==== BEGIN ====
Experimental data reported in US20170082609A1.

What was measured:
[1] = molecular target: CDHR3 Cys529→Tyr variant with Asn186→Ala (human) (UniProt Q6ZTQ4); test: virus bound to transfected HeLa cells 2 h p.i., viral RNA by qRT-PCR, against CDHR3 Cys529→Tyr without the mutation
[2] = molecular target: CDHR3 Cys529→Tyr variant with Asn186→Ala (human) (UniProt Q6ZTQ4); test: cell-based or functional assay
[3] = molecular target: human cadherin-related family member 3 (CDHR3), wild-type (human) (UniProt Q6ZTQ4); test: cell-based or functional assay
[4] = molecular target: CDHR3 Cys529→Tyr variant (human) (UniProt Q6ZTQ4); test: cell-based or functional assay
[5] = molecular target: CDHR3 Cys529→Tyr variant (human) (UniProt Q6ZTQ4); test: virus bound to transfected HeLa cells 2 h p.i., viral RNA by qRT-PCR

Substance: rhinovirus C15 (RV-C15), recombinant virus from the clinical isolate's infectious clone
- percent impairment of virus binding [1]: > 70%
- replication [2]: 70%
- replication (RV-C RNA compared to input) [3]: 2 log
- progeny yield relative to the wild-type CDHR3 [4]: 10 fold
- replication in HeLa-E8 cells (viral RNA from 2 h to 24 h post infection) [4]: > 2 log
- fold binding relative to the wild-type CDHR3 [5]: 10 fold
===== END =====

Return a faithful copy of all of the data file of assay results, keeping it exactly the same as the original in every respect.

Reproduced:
Experimental data reported in US20170082609A1.

What was measured:
[1] = molecular target: CDHR3 Cys529→Tyr variant with Asn186→Ala (human) (UniProt Q6ZTQ4); test: virus bound to transfected HeLa cells 2 h p.i., viral RNA by qRT-PCR, against CDHR3 Cys529→Tyr without the mutation
[2] = molecular target: CDHR3 Cys529→Tyr variant with Asn186→Ala (human) (UniProt Q6ZTQ4); test: cell-based or functional assay
[3] = molecular target: human cadherin-related family member 3 (CDHR3), wild-type (human) (UniProt Q6ZTQ4); test: cell-based or functional assay
[4] = molecular target: CDHR3 Cys529→Tyr variant (human) (UniProt Q6ZTQ4); test: cell-based or functional assay
[5] = molecular target: CDHR3 Cys529→Tyr variant (human) (UniProt Q6ZTQ4); test: virus bound to transfected HeLa cells 2 h p.i., viral RNA by qRT-PCR

Substance: rhinovirus C15 (RV-C15), recombinant virus from the clinical isolate's infectious clone
- percent impairment of virus binding [1]: > 70%
- replication [2]: 70%
- replication (RV-C RNA compared to input) [3]: 2 log
- progeny yield relative to the wild-type CDHR3 [4]: 10 fold
- replication in HeLa-E8 cells (viral RNA from 2 h to 24 h post infection) [4]: > 2 log
- fold binding relative to the wild-type CDHR3 [5]: 10 fold